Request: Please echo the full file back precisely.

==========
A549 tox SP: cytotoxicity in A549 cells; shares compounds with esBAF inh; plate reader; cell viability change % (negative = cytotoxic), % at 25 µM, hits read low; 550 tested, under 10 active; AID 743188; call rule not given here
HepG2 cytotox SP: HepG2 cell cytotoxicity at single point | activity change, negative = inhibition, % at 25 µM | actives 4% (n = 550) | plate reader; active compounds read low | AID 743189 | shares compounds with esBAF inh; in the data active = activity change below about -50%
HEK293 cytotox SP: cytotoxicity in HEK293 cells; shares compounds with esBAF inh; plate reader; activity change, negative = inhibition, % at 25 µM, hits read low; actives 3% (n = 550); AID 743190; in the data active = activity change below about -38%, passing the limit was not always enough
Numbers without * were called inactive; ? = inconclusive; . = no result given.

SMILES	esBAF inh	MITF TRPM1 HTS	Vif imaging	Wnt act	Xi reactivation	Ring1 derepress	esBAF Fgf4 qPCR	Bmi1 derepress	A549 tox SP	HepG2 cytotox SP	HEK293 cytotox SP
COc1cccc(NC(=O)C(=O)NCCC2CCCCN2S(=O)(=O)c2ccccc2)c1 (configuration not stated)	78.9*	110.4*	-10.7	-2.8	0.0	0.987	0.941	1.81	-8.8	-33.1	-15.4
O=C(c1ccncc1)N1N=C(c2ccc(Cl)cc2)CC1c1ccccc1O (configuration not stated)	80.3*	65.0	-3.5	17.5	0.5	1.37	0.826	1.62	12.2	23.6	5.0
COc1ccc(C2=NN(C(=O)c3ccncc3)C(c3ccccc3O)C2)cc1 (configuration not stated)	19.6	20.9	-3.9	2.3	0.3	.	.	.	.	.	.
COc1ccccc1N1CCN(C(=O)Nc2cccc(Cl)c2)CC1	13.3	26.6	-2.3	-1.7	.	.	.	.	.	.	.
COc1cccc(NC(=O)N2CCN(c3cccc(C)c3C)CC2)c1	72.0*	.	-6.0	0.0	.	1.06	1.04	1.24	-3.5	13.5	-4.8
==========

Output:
A549 tox SP: cytotoxicity in A549 cells; shares compounds with esBAF inh; plate reader; cell viability change % (negative = cytotoxic), % at 25 µM, hits read low; 550 tested, under 10 active; AID 743188; call rule not given here
HepG2 cytotox SP: HepG2 cell cytotoxicity at single point | activity change, negative = inhibition, % at 25 µM | actives 4% (n = 550) | plate reader; active compounds read low | AID 743189 | shares compounds with esBAF inh; in the data active = activity change below about -50%
HEK293 cytotox SP: cytotoxicity in HEK293 cells; shares compounds with esBAF inh; plate reader; activity change, negative = inhibition, % at 25 µM, hits read low; actives 3% (n = 550); AID 743190; in the data active = activity change below about -38%, passing the limit was not always enough
Numbers without * were called inactive; ? = inconclusive; . = no result given.

SMILES	esBAF inh	MITF TRPM1 HTS	Vif imaging	Wnt act	Xi reactivation	Ring1 derepress	esBAF Fgf4 qPCR	Bmi1 derepress	A549 tox SP	HepG2 cytotox SP	HEK293 cytotox SP
COc1cccc(NC(=O)C(=O)NCCC2CCCCN2S(=O)(=O)c2ccccc2)c1 (configuration not stated)	78.9*	110.4*	-10.7	-2.8	0.0	0.987	0.941	1.81	-8.8	-33.1	-15.4
O=C(c1ccncc1)N1N=C(c2ccc(Cl)cc2)CC1c1ccccc1O (configuration not stated)	80.3*	65.0	-3.5	17.5	0.5	1.37	0.826	1.62	12.2	23.6	5.0
COc1ccc(C2=NN(C(=O)c3ccncc3)C(c3ccccc3O)C2)cc1 (configuration not stated)	19.6	20.9	-3.9	2.3	0.3	.	.	.	.	.	.
COc1ccccc1N1CCN(C(=O)Nc2cccc(Cl)c2)CC1	13.3	26.6	-2.3	-1.7	.	.	.	.	.	.	.
COc1cccc(NC(=O)N2CCN(c3cccc(C)c3C)CC2)c1	72.0*	.	-6.0	0.0	.	1.06	1.04	1.24	-3.5	13.5	-4.8